3D Grass Printer Lets You Produce Creative Gardens in Any Shape You Want

In 2013, students at the University of Maribor in Slovenia designed a "green" 3D printer, known as PrintGREEN, whose output has the ability to grow grass. Conceived by Maja Petek, Tina Zidanek, Urka Skaza, Danica Renicnik and Simon Tran, they developed the device with the help of their mentor Duan Zidar. The innovative invention prints an earthy mixture in a variety of shapes and sizes, allowing you to express your gardening creativity with unconventional designs.

PrintGREEN, which is a specially-modified CNC machine, dispenses a combination of soil, seeds, and water, rather than plastic or metal. The mud holds its form and, over time, grass is able to grow from the organic, printed materials. There are a variety of uses for this type of machine, one of which is the application of single-surface compositions featuring lettering, artwork, and decorative patterns. In addition, PrintGREEN is capable of printing along the z-axis to produce bowls and other sculptural shapes. These objects don’t contain seeds in their structures–instead, they incorporate a top-layer of grass to grow like a potted planter.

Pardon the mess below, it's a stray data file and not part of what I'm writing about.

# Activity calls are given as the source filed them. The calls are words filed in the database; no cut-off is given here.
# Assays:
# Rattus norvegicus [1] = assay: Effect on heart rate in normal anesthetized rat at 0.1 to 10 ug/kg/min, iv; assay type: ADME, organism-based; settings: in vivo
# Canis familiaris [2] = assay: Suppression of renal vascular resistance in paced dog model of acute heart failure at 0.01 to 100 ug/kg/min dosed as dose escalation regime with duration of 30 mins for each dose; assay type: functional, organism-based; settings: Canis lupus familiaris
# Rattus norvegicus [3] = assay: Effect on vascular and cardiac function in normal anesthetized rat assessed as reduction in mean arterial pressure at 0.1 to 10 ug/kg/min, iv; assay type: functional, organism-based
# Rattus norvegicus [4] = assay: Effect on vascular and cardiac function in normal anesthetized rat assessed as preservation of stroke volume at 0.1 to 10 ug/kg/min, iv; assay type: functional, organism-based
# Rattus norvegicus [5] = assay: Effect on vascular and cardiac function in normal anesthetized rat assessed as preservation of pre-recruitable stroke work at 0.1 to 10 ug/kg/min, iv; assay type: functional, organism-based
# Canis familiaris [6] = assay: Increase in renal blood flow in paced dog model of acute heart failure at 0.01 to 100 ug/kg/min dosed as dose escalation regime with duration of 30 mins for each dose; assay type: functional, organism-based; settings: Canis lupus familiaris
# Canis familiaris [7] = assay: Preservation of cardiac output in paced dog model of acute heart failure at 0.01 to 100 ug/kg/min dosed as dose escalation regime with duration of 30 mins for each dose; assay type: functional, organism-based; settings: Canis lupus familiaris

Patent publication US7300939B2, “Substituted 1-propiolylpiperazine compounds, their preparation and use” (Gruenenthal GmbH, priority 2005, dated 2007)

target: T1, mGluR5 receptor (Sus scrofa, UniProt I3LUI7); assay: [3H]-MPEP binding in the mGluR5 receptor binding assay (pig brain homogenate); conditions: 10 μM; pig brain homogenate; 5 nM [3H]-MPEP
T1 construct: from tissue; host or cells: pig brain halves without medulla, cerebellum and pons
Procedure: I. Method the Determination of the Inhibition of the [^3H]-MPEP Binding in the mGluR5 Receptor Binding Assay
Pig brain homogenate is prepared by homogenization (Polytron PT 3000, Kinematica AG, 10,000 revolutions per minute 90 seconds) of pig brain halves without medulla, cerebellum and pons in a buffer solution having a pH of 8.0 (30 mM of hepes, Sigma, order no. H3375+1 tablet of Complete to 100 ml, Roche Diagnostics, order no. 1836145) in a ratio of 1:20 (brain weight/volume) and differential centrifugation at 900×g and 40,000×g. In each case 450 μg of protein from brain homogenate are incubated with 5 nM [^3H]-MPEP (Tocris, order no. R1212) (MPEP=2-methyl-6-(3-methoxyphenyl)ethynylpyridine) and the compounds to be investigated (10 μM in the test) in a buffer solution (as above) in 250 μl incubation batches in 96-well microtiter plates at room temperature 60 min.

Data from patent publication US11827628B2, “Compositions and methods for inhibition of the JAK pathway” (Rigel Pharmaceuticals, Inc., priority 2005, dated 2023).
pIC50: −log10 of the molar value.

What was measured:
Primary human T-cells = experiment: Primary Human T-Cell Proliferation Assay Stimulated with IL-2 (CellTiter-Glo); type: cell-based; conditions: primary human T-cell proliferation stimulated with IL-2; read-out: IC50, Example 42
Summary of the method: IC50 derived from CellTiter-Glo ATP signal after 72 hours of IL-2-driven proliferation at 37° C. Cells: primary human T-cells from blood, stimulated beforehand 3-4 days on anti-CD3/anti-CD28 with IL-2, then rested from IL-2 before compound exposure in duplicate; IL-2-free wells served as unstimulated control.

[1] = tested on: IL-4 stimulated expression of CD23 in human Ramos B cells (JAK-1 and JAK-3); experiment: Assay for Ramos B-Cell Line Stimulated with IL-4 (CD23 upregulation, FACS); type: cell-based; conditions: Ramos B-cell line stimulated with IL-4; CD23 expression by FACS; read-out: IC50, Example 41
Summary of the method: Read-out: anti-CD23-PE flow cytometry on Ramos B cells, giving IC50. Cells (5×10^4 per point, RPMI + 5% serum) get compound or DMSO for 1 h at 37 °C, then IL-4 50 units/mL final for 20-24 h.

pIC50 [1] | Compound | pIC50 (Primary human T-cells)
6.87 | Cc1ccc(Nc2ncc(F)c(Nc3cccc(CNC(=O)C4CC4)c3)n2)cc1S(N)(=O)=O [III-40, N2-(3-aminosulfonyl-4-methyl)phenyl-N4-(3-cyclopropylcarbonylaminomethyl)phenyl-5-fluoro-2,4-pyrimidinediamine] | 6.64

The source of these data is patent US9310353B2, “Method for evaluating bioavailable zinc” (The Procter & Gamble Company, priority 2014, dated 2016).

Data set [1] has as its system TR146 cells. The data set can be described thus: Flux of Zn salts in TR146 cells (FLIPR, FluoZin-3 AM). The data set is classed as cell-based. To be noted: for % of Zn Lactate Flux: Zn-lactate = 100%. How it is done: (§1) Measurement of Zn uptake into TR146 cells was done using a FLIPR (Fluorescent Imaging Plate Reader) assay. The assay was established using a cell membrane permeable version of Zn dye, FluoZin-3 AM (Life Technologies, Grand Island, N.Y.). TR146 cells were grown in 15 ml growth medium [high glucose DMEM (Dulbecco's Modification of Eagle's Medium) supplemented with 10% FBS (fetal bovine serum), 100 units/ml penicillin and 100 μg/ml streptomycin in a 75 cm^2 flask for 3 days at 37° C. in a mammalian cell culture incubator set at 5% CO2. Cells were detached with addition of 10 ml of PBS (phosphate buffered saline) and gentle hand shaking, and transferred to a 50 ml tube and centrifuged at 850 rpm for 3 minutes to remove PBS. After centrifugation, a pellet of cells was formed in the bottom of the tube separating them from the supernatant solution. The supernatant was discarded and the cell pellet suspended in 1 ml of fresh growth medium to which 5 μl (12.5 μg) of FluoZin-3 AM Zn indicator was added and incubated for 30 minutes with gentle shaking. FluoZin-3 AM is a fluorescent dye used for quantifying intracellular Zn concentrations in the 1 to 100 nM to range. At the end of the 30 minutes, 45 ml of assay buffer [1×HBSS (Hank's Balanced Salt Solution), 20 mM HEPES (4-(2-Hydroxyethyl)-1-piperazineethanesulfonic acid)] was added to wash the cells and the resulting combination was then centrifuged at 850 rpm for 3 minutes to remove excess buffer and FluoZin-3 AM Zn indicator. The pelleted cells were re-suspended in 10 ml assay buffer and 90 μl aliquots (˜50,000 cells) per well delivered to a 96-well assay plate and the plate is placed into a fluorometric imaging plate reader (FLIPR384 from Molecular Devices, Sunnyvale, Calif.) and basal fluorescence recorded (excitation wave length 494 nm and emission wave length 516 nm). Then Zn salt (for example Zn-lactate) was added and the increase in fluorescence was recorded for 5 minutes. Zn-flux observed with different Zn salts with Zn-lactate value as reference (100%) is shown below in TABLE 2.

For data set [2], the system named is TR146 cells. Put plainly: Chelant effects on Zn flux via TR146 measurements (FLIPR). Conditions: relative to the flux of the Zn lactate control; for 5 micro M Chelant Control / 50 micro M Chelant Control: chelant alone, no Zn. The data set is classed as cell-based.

PrintGREEN: Website | Facebook
via [Inhabitat]



January 20, 2017

Floating Cabin Lets Nature-Lovers Sleep in the Treetops of Sweden

If you’ve ever dreamed of cuddling up in a contemporary treehouse, the 7th Room Treehotel may be your new favorite getaway. Designed by Snøhetta—a design office that dabbles in landscaping, architecture, interiors, and brand design—the floating bungalow is tucked away in Northern Sweden and perfectly positioned for a sweeping view of the Northern Lights. The 7th Room is elevated by twelve 10-meter stilts and is beautifully built around the towering trunk of a pine tree.

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January 20, 2017

19 Most Creative Water Fountains From Around the World

Water fountains have a long place in our history. Dating back to the Ancient Roman times, these reservoirs were first designed with a purely practical purpose—for holding precious drinking water and bathing. These early fountains were uncovered, free standing, and placed along the street for public consumption. (Wealthier folks also had them in their homes.)

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